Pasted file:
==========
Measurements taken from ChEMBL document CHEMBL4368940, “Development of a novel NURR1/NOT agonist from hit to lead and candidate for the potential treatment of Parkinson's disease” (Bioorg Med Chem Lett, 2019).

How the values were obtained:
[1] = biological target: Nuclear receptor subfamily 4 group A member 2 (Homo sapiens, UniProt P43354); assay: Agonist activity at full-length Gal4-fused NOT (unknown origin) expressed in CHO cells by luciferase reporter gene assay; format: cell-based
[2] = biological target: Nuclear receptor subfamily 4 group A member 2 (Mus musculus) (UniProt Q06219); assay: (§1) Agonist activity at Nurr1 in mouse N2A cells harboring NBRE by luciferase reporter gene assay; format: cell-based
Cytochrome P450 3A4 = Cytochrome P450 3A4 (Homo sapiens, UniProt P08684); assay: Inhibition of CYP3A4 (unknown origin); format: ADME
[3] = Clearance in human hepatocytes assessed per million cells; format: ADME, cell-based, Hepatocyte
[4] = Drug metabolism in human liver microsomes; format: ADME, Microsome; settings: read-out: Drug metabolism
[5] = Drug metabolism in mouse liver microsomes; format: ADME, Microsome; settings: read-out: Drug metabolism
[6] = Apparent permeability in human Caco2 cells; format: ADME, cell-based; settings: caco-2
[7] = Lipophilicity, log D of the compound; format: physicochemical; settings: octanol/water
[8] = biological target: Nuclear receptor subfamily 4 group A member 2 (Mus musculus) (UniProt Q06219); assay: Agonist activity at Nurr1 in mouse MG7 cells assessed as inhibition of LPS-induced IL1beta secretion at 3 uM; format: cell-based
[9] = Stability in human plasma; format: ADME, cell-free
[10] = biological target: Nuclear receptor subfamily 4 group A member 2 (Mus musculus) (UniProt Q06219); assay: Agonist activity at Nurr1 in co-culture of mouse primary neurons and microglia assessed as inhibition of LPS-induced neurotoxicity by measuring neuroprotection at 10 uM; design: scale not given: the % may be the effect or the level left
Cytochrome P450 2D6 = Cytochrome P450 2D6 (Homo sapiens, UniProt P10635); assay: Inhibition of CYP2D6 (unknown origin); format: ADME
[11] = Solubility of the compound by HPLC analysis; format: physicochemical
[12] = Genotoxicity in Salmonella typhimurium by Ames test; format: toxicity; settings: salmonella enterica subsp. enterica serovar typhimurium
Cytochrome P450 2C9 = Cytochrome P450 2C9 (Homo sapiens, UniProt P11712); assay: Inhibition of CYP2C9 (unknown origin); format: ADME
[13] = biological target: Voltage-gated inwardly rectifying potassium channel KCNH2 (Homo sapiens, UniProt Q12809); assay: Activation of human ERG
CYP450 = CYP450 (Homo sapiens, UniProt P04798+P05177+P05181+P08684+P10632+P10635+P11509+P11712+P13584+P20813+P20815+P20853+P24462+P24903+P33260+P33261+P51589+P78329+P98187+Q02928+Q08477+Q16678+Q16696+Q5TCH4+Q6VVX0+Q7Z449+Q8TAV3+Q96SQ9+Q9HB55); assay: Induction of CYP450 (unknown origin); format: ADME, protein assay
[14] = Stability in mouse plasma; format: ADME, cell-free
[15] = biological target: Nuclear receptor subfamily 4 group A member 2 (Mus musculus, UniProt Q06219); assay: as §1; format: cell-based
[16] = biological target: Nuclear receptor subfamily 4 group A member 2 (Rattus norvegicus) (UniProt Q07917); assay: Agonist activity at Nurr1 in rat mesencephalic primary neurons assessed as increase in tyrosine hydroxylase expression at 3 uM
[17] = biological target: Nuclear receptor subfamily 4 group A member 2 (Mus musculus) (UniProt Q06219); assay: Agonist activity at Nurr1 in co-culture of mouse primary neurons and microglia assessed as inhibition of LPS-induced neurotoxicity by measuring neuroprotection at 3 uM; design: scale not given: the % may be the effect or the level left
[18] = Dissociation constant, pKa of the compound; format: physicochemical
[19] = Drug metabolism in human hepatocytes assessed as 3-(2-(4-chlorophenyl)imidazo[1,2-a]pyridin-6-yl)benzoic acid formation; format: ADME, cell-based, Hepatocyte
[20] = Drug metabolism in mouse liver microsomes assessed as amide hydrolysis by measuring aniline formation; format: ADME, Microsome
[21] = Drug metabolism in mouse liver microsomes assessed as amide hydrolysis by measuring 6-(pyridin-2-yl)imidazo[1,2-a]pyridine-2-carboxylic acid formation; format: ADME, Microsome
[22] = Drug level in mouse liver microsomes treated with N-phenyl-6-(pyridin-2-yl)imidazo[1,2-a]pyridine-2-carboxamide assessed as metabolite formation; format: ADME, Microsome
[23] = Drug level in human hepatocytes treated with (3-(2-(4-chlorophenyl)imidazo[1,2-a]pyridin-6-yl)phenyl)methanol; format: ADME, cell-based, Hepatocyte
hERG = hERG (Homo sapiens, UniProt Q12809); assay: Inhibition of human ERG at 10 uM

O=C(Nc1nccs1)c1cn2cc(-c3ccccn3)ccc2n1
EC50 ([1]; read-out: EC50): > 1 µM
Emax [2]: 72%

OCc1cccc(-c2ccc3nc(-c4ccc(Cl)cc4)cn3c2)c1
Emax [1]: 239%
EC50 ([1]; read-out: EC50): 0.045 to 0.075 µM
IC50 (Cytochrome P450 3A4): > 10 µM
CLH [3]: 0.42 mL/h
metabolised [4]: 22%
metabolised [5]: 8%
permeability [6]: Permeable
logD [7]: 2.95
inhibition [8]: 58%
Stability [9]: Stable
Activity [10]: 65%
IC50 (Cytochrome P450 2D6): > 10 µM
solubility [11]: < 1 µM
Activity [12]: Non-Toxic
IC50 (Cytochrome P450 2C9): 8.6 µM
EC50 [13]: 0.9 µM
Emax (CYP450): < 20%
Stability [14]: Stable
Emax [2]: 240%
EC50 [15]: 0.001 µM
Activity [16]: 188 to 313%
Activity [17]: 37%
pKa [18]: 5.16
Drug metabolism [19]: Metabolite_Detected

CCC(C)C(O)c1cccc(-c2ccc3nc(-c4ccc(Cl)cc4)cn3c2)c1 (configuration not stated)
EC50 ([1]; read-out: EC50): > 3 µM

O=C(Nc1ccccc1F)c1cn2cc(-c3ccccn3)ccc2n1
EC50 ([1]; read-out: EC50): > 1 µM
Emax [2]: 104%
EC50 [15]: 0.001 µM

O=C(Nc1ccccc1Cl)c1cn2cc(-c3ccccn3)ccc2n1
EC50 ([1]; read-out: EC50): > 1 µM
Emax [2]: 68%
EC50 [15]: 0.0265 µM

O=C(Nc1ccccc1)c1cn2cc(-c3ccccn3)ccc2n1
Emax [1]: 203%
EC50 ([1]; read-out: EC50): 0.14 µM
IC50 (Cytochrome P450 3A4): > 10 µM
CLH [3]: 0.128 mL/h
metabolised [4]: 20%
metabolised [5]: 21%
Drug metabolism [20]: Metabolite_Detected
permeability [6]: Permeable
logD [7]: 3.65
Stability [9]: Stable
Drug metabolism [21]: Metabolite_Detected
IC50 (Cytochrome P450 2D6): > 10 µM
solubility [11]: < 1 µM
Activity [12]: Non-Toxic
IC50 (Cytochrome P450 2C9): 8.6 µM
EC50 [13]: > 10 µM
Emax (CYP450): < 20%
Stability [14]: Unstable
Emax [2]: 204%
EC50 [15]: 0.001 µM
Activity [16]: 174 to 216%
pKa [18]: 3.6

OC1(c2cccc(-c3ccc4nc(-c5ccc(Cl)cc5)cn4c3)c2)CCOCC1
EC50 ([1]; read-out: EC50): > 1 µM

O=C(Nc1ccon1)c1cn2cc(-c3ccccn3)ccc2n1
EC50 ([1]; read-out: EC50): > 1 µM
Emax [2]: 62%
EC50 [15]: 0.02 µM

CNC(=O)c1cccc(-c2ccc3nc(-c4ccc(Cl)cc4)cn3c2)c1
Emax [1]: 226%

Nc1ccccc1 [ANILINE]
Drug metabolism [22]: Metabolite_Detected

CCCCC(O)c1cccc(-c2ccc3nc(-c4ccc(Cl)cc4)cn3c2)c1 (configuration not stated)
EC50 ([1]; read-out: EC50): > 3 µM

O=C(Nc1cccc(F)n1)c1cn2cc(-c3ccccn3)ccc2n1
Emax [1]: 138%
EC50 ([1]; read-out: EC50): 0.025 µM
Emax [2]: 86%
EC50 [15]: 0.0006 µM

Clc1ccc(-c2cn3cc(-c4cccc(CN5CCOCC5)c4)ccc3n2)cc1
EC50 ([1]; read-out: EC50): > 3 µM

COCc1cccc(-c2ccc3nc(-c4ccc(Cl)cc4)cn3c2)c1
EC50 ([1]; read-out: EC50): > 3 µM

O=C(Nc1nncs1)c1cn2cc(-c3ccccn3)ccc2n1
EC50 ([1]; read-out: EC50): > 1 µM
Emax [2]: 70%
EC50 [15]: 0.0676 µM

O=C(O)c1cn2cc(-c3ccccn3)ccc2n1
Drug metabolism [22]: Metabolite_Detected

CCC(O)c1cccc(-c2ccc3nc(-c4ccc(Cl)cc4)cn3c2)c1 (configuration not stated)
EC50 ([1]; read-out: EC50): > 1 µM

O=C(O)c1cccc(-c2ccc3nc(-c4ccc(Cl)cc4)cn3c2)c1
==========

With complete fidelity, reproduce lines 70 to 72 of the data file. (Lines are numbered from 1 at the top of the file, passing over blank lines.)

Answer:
Emax [1]: 203%
EC50 ([1]; read-out: EC50): 0.14 µM
IC50 (Cytochrome P450 3A4): > 10 µM